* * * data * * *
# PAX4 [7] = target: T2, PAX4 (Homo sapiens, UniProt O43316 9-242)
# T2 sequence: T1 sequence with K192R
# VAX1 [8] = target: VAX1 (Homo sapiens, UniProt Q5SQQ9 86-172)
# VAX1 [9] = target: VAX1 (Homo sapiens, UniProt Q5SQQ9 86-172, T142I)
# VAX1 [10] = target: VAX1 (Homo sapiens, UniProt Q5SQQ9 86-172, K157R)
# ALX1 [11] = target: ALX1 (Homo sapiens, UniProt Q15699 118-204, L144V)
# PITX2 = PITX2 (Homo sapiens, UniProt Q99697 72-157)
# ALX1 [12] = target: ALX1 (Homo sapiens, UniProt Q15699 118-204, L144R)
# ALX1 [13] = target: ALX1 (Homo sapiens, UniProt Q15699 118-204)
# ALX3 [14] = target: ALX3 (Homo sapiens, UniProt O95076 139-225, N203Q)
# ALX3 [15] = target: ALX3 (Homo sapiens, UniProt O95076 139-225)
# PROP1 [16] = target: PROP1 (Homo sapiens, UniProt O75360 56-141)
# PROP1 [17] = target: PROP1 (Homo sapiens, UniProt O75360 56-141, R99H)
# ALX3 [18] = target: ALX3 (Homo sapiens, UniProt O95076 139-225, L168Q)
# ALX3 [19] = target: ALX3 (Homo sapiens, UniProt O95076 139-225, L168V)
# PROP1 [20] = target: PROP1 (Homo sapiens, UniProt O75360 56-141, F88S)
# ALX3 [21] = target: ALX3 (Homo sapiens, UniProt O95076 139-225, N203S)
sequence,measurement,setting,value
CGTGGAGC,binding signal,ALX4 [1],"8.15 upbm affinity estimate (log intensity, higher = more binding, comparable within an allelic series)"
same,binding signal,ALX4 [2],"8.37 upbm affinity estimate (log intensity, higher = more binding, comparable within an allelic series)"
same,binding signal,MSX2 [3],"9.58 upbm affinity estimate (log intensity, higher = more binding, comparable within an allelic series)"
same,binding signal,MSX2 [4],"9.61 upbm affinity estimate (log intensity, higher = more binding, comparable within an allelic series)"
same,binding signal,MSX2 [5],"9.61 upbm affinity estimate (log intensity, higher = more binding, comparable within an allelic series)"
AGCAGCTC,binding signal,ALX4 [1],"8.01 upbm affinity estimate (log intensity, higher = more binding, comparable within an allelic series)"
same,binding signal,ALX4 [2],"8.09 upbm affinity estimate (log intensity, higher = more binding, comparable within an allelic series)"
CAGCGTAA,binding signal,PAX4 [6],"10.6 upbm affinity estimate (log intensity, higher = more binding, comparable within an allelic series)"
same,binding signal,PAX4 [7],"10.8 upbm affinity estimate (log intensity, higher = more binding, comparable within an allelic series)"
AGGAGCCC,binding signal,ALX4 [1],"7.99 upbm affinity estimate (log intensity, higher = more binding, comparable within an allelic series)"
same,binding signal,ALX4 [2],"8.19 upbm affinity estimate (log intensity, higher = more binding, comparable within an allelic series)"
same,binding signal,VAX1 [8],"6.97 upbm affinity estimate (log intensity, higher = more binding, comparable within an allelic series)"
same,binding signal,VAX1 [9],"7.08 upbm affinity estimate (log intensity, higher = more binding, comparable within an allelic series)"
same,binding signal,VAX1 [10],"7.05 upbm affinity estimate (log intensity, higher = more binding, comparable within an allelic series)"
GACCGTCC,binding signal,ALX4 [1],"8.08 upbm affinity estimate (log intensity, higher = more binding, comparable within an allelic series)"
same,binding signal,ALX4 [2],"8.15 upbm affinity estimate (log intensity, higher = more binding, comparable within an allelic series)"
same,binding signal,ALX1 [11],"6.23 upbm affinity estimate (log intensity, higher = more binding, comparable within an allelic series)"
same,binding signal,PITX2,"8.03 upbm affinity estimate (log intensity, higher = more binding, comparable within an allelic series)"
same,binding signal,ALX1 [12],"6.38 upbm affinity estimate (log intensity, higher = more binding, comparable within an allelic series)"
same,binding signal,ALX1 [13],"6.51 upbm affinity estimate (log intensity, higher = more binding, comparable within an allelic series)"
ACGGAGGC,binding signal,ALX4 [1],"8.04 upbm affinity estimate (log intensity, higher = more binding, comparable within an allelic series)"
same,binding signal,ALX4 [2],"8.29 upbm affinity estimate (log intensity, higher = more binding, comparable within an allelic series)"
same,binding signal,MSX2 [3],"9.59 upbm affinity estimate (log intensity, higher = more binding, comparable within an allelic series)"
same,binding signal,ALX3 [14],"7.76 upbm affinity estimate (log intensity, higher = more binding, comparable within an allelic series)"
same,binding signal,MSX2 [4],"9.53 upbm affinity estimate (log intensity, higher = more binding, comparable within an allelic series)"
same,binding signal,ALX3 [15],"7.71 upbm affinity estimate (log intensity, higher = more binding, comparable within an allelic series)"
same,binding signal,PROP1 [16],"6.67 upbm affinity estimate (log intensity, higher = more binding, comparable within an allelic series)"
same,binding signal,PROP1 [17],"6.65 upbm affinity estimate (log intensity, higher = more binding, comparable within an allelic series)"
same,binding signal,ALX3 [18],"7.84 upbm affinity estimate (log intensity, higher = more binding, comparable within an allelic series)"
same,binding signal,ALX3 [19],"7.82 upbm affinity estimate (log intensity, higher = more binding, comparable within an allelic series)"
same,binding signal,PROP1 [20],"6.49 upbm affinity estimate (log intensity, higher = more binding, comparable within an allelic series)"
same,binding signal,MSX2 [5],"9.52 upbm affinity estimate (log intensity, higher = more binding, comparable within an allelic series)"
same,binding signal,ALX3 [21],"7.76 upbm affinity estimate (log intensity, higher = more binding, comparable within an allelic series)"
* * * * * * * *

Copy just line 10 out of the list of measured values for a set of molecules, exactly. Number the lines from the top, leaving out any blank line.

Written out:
# ALX3 [14] = target: ALX3 (Homo sapiens, UniProt O95076 139-225, N203Q)